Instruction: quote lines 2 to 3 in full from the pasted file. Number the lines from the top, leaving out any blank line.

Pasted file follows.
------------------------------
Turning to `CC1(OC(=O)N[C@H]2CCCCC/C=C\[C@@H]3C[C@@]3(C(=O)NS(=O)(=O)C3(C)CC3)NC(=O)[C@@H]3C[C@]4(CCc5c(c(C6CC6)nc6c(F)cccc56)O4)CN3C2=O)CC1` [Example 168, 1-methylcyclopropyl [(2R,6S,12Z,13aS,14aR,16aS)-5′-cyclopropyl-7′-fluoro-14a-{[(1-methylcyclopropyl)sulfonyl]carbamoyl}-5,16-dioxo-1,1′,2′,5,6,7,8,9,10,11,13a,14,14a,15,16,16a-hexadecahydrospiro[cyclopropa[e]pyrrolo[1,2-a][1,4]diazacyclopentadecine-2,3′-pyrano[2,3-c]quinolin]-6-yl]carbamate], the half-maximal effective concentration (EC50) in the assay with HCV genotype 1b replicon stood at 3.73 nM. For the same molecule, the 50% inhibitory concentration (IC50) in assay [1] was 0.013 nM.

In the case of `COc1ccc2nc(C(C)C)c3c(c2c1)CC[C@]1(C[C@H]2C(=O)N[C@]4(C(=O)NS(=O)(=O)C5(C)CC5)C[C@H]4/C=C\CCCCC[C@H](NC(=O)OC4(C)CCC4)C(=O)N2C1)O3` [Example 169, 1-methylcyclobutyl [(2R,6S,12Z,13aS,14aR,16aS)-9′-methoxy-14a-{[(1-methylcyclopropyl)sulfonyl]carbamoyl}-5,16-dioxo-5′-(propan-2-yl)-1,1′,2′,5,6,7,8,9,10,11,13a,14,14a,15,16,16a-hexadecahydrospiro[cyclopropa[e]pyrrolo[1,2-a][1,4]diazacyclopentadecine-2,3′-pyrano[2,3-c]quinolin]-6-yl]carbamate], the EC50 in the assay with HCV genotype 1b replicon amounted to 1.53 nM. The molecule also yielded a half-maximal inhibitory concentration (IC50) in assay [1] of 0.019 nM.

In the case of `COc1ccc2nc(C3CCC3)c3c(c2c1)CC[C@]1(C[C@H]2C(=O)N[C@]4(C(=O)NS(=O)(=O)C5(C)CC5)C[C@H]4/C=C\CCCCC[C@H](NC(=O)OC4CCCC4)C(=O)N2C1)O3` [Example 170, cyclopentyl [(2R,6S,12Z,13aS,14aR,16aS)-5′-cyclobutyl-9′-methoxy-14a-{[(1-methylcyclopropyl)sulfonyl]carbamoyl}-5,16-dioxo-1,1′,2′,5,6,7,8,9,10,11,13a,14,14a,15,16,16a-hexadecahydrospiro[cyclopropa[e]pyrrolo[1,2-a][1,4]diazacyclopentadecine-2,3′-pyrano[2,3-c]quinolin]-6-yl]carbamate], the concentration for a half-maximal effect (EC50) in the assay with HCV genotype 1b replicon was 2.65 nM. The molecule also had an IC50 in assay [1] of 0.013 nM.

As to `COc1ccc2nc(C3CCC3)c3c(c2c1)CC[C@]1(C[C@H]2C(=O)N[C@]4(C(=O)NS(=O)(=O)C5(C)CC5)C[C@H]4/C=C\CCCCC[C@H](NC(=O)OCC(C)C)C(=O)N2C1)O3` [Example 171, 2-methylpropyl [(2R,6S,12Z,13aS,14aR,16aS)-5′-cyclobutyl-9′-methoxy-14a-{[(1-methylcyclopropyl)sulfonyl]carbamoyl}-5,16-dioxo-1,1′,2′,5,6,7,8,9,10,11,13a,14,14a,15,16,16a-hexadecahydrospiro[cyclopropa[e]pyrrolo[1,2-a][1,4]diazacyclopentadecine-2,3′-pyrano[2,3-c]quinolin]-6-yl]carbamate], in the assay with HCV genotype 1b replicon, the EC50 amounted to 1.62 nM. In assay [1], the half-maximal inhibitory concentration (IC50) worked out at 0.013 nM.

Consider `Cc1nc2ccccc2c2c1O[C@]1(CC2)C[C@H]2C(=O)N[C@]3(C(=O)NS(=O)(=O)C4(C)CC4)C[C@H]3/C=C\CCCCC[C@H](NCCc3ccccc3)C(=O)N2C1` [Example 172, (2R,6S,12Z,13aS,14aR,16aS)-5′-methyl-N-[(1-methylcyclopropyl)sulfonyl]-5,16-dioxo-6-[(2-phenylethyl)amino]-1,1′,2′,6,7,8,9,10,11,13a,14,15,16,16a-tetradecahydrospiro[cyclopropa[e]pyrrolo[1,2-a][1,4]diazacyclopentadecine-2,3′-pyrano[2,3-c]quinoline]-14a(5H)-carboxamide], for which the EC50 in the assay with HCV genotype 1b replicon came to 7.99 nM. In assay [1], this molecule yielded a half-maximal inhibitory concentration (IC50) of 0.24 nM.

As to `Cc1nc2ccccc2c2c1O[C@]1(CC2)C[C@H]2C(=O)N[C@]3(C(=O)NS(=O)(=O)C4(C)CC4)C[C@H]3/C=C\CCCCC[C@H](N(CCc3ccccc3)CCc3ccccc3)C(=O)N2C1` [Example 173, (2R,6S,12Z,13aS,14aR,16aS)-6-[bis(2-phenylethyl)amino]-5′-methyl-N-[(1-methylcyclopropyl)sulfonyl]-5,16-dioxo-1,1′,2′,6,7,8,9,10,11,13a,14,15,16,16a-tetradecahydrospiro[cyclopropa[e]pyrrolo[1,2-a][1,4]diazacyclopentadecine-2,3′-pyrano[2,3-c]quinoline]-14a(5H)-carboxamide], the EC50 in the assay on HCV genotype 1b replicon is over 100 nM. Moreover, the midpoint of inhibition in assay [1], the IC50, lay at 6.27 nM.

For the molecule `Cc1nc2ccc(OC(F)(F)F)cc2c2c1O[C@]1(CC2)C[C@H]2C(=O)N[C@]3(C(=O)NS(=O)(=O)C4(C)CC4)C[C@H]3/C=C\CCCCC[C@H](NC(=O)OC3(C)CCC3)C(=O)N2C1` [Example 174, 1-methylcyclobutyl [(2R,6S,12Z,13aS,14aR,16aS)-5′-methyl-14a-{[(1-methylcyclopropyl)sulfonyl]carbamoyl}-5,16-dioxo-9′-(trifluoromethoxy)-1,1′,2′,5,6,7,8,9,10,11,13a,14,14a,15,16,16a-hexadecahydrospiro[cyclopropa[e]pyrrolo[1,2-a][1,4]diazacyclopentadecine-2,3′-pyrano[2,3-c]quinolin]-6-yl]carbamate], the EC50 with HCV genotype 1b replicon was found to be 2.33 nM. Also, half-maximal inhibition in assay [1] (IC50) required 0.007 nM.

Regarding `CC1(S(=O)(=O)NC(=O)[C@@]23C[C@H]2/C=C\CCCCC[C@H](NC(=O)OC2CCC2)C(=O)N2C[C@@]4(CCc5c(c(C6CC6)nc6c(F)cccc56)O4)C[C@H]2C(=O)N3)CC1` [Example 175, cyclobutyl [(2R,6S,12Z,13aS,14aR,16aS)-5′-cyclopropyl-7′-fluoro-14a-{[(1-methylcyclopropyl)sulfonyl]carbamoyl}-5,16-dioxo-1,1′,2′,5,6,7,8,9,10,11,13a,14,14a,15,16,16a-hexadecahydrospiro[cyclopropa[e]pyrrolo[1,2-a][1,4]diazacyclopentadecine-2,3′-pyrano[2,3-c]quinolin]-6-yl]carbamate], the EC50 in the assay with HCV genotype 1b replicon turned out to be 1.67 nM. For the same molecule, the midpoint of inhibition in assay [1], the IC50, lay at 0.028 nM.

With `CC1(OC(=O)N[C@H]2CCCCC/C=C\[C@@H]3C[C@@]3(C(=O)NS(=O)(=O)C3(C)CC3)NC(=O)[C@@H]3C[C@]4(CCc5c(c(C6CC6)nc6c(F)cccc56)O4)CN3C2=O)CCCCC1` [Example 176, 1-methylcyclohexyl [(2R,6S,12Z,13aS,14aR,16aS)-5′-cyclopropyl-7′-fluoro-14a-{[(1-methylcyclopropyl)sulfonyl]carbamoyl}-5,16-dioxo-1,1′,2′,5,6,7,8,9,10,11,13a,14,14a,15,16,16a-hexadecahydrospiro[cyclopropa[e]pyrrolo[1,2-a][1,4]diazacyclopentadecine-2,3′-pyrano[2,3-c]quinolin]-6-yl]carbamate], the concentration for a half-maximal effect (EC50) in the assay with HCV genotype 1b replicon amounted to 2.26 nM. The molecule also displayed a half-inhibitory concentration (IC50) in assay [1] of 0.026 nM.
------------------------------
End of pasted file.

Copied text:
In the case of `COc1ccc2nc(C(C)C)c3c(c2c1)CC[C@]1(C[C@H]2C(=O)N[C@]4(C(=O)NS(=O)(=O)C5(C)CC5)C[C@H]4/C=C\CCCCC[C@H](NC(=O)OC4(C)CCC4)C(=O)N2C1)O3` [Example 169, 1-methylcyclobutyl [(2R,6S,12Z,13aS,14aR,16aS)-9′-methoxy-14a-{[(1-methylcyclopropyl)sulfonyl]carbamoyl}-5,16-dioxo-5′-(propan-2-yl)-1,1′,2′,5,6,7,8,9,10,11,13a,14,14a,15,16,16a-hexadecahydrospiro[cyclopropa[e]pyrrolo[1,2-a][1,4]diazacyclopentadecine-2,3′-pyrano[2,3-c]quinolin]-6-yl]carbamate], the EC50 in the assay with HCV genotype 1b replicon amounted to 1.53 nM. The molecule also yielded a half-maximal inhibitory concentration (IC50) in assay [1] of 0.019 nM.

In the case of `COc1ccc2nc(C3CCC3)c3c(c2c1)CC[C@]1(C[C@H]2C(=O)N[C@]4(C(=O)NS(=O)(=O)C5(C)CC5)C[C@H]4/C=C\CCCCC[C@H](NC(=O)OC4CCCC4)C(=O)N2C1)O3` [Example 170, cyclopentyl [(2R,6S,12Z,13aS,14aR,16aS)-5′-cyclobutyl-9′-methoxy-14a-{[(1-methylcyclopropyl)sulfonyl]carbamoyl}-5,16-dioxo-1,1′,2′,5,6,7,8,9,10,11,13a,14,14a,15,16,16a-hexadecahydrospiro[cyclopropa[e]pyrrolo[1,2-a][1,4]diazacyclopentadecine-2,3′-pyrano[2,3-c]quinolin]-6-yl]carbamate], the concentration for a half-maximal effect (EC50) in the assay with HCV genotype 1b replicon was 2.65 nM. The molecule also had an IC50 in assay [1] of 0.013 nM.